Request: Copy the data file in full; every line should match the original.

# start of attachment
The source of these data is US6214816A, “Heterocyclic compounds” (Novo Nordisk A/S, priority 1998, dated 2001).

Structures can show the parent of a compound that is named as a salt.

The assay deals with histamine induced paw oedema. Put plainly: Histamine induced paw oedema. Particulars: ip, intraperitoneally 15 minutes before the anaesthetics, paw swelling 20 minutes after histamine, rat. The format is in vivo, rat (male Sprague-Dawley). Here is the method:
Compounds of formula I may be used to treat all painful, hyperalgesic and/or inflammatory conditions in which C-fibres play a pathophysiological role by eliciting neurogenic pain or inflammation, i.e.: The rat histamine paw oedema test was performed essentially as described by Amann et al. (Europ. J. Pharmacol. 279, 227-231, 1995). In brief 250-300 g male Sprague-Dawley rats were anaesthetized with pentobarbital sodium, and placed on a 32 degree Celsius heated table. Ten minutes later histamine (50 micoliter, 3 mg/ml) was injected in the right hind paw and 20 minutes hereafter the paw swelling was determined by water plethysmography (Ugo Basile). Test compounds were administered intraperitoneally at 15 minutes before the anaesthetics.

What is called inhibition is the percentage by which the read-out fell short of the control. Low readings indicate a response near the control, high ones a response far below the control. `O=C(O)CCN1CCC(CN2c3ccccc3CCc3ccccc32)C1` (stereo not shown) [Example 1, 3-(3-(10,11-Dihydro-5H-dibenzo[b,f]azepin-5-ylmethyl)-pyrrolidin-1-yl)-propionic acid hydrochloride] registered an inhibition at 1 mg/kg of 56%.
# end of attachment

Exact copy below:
The source of these data is US6214816A, “Heterocyclic compounds” (Novo Nordisk A/S, priority 1998, dated 2001).

Structures can show the parent of a compound that is named as a salt.

The assay deals with histamine induced paw oedema. Put plainly: Histamine induced paw oedema. Particulars: ip, intraperitoneally 15 minutes before the anaesthetics, paw swelling 20 minutes after histamine, rat. The format is in vivo, rat (male Sprague-Dawley). Here is the method:
Compounds of formula I may be used to treat all painful, hyperalgesic and/or inflammatory conditions in which C-fibres play a pathophysiological role by eliciting neurogenic pain or inflammation, i.e.: The rat histamine paw oedema test was performed essentially as described by Amann et al. (Europ. J. Pharmacol. 279, 227-231, 1995). In brief 250-300 g male Sprague-Dawley rats were anaesthetized with pentobarbital sodium, and placed on a 32 degree Celsius heated table. Ten minutes later histamine (50 micoliter, 3 mg/ml) was injected in the right hind paw and 20 minutes hereafter the paw swelling was determined by water plethysmography (Ugo Basile). Test compounds were administered intraperitoneally at 15 minutes before the anaesthetics.

What is called inhibition is the percentage by which the read-out fell short of the control. Low readings indicate a response near the control, high ones a response far below the control. `O=C(O)CCN1CCC(CN2c3ccccc3CCc3ccccc32)C1` (stereo not shown) [Example 1, 3-(3-(10,11-Dihydro-5H-dibenzo[b,f]azepin-5-ylmethyl)-pyrrolidin-1-yl)-propionic acid hydrochloride] registered an inhibition at 1 mg/kg of 56%.